Did you find out who was leaking to the tabloids?
I tried very hard. I had ideas. It started to have a real impact, not only on my life, but on the lives of people who loved me and would read it and get upset.
Did you complain to ABC about the leaking?
I complained to [former ABC News president] James Goldston, [former ABC News executive] Barbara Fedida, the new president Kim Godwin and [senior vice president of ABC News] Galen Gordon. I made official complaints with HR. They knew how I felt. The excuse was, “We don’t know how to control it.”
For the record, Kim almost talked me into staying. She seems like a great leader. When I was leaving, I gave her an explicit rundown of what’s wrong with the show and what should change.
When you first started out on “The View,” you and Whoopi were close, right?
Not close, but warm and friendly.
And then what happened?
I have a lot of love and affection for her. She was surprised when I left. She yields an unfathomable amount of power in television, in culture. And it felt at a certain point, she didn’t want me at the table anymore. It started with the “Girl, please stop talking!” incident. I remember when it happened almost crying on the show. I never wanted to upset her.
But I also wanted to be truthful about how I felt about politics and my perspective, and sometimes those two things couldn’t co-exist. At a certain point, I made the decision it was more important to be honest than to be liked.
How did you feel after the “please stop talking” incident?
It was horrible. To her credit, Whoopi apologized the next morning. I would apologize when I messed up. I fucked up a lot on that show. [She starts to cry.] I don’t know why I’m getting emotional talking about this. A lot of this feels like such a waste. It was humiliating for me, and I’m a serious person. I felt like I was being talked to like I was a child and a brat. And when things go viral on Twitter and people write things, it really does impact you. I felt very lonely.
I love Whoopi. I felt at a certain point she stopped respecting me, and it was hard. I don’t know why I’m crying so much. I wish things could have been different. I know she had her own dark times. When I was on the show, she almost died of pneumonia. I wish we had better leadership that could have stopped a lot of it.
When you say better leadership, who are you talking about?
Brian [Teta, the executive producer] tries, and he’s a very decent person. I feel like no one could control anything.
Did you know you were going to leave “The View” when you wrote this book?
I didn’t know I was going to leave until my second day back from maternity leave when Joy told me that “Nobody missed me — zero.” That was the day I decided.
How did you and Joy get along at first?
Fine. There were pockets of time when Joy and I had a great relationship. We have foundational things that are similar. We’re both strong. We were both unemotional. Neither of us like talking about our personal life on camera. I found a lot of synergy between us as women.
When did things turn?
COVID. I think it’s easier to solve problems in person.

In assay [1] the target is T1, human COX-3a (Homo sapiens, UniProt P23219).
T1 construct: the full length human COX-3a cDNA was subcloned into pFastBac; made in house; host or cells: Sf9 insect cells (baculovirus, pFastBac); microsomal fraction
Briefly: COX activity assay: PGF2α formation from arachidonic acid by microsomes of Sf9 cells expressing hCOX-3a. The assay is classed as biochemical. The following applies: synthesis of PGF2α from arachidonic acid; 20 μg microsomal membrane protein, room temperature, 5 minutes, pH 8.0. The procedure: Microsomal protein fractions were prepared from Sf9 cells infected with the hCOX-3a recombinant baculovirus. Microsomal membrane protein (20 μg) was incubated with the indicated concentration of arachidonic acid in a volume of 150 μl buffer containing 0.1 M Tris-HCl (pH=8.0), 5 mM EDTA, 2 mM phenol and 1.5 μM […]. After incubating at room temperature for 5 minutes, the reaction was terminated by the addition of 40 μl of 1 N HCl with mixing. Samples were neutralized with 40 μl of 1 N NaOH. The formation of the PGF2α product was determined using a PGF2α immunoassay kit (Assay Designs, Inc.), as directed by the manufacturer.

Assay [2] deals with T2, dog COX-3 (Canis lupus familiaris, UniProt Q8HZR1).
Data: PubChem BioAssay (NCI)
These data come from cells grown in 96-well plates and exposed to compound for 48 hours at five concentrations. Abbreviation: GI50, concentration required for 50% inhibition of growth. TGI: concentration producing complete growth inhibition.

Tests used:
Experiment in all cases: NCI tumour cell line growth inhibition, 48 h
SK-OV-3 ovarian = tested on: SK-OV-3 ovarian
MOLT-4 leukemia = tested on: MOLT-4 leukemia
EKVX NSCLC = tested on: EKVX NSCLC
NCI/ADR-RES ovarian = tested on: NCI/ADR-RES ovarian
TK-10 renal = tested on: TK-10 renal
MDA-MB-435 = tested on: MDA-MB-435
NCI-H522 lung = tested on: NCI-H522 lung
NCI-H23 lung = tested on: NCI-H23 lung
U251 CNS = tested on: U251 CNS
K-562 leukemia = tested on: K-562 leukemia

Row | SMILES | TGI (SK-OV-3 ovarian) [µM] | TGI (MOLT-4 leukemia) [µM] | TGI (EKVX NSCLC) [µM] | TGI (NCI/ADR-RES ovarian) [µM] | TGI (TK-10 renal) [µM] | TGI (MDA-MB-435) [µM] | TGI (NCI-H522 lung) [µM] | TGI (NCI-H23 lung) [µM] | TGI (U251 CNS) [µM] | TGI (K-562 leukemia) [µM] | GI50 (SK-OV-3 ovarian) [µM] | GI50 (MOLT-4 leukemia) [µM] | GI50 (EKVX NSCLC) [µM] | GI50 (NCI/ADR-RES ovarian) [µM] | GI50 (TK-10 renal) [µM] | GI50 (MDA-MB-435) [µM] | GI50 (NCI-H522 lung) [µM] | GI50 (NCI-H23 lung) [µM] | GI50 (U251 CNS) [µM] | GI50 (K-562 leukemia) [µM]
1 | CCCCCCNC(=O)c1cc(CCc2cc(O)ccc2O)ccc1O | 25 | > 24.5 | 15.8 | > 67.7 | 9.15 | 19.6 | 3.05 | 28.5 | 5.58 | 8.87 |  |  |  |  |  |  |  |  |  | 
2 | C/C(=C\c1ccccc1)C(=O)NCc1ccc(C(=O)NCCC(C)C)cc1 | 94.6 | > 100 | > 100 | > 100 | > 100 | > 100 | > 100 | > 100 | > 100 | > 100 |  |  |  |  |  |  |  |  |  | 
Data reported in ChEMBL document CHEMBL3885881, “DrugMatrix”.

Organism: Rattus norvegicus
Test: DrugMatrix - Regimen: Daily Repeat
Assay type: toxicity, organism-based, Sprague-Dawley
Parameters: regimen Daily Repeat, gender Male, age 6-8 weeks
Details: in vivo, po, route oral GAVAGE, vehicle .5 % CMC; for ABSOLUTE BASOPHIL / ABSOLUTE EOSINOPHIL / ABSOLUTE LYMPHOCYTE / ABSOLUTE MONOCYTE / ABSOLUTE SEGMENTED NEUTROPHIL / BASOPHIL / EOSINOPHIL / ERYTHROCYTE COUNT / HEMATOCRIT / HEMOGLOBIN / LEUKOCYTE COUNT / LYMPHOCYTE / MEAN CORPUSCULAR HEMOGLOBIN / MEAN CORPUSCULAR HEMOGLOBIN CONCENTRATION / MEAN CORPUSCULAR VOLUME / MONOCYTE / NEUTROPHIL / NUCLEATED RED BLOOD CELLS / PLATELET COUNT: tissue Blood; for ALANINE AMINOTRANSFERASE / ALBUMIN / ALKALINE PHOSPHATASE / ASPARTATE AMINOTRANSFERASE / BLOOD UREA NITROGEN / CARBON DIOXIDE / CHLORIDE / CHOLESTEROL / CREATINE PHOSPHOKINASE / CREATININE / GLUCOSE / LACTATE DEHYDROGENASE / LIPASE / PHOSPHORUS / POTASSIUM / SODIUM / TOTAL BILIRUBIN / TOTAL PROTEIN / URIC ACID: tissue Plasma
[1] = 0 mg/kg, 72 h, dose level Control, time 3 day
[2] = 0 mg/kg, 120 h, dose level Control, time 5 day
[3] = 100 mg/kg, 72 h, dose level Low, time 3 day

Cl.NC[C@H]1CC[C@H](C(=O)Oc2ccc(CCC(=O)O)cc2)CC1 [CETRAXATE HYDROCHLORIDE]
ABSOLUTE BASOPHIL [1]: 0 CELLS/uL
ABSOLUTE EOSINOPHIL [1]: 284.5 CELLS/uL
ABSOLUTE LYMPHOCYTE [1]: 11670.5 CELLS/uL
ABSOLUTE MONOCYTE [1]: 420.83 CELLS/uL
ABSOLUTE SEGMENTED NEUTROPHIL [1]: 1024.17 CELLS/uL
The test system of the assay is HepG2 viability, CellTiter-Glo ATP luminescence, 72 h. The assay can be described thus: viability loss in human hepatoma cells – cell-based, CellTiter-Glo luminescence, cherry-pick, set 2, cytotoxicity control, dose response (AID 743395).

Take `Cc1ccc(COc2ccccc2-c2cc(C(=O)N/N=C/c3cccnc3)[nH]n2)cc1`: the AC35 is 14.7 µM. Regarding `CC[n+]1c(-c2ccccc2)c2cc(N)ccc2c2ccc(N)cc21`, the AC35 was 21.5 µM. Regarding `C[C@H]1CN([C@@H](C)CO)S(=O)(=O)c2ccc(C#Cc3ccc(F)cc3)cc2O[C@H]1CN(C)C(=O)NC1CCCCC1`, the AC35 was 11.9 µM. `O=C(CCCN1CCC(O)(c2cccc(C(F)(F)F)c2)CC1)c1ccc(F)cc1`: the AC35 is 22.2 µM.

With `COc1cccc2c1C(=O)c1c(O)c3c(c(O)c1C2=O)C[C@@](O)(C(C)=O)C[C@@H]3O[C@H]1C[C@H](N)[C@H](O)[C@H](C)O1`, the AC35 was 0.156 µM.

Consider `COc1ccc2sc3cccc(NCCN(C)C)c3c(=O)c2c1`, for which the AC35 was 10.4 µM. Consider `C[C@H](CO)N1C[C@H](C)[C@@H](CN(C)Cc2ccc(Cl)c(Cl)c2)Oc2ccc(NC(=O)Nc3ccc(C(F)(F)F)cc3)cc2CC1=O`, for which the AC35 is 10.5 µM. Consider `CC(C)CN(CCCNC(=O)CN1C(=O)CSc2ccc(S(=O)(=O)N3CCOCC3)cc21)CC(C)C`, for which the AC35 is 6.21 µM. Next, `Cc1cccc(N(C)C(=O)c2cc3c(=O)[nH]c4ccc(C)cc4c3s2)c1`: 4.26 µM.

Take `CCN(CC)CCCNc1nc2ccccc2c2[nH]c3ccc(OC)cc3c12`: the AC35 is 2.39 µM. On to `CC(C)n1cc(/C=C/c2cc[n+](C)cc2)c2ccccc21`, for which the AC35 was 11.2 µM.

How did the conversation unravel on-air that day with Joy?
I had postpartum anxiety. When I was back, I was really nervous. It was like starting TV all over again. I felt unsteady. I was trying to make a joke, “You missed me so much.” If you watch the clip, her reaction is very sharp. I can’t explain what it felt like. The people in the room with me in the D.C. bureau, there was a sound engineer and the hair and makeup artists. The sound woman looked shell-shocked at what she’d seen.
And you cried during the commercial break.
Bad — and started lactating. I did end up being able to go back on-air. I remember Dr. Sanjay Gupta was on, and he looked weirded out. He went out of his way to be nice to me. After the show, I went back to my office and I had a panic attack. I couldn’t stop crying, and I’m not always crying. I couldn’t compose myself. I threw up in the garbage can. I was so overcome. This is my narrative — “I come back from maternity leave and no one missed me.” I knew it was going to be everywhere. I was just so confused, because women when they have babies should be treated respectfully when they come back to work.
Did Joy apologize?
I asked for an apology from our executive producer and her producer. They said she wouldn’t do it. I don’t know if they asked her.
Why do you think Joy was so mad at you?
I don’t know. She might have hated me.
You thank Abby Huntsman and Sunny Hostin in your book.
I have a legitimate friendship and sisterhood with both those women outside of “The View.”
After Elisabeth Hasselbeck left, why do you think it took so long to find a Republican who worked?
Because what they want and what they need are different things. They want someone who is not a real conservative because they will be easier to get along with — you don’t fight as much. What they need is someone who’s actually representing people in Kentucky and Arizona. I was told when I left, they were looking for a real conservative. I gave them a list. None of them have tested, by the way.
Did ABC ever give you notes?
Barbara Fedida told me to smile more. Things about my hair and clothes. I should wear brighter colors. In my exit interview, the last thing I told Kim is, “You got to change the culture on the show or the culture is going to change you, ‘Ellen’ style.” They’ve got to start changing things or it will not survive.
Do you think “The View” is as bad as “Ellen”?
In a different way, yeah. I don’t think anyone should walk into a work environment where they feel like they can’t have a bad day without it being blasted over the internet, painting them out to be a psycho. I don’t think you should feel disliked or ostracized for not voting for Obama. The liberal media bubble is real. No one walks away from a giant contract like the one I had if it was good.
What are some of your happier memories at “The View”?
Interviewing presidential candidates. Having my dad on. Having friends come. Jamie Lee Curtis, who I’ve become friends with. We bonded over having famous dads. I love Mark Cuban. There are a lot of amazing people on the show. I love so many guys in the crew. I love the wardrobe people.
Would you consider going back?
No. That’s not going to happen. Someone else should get a shot at it. They should be giving conservative women opportunities to be on TV.
Do you watch the show now?
No. It would be like looking at an ex-boyfriend’s Instagram. What’s the point?
This interview has been edited and condensed.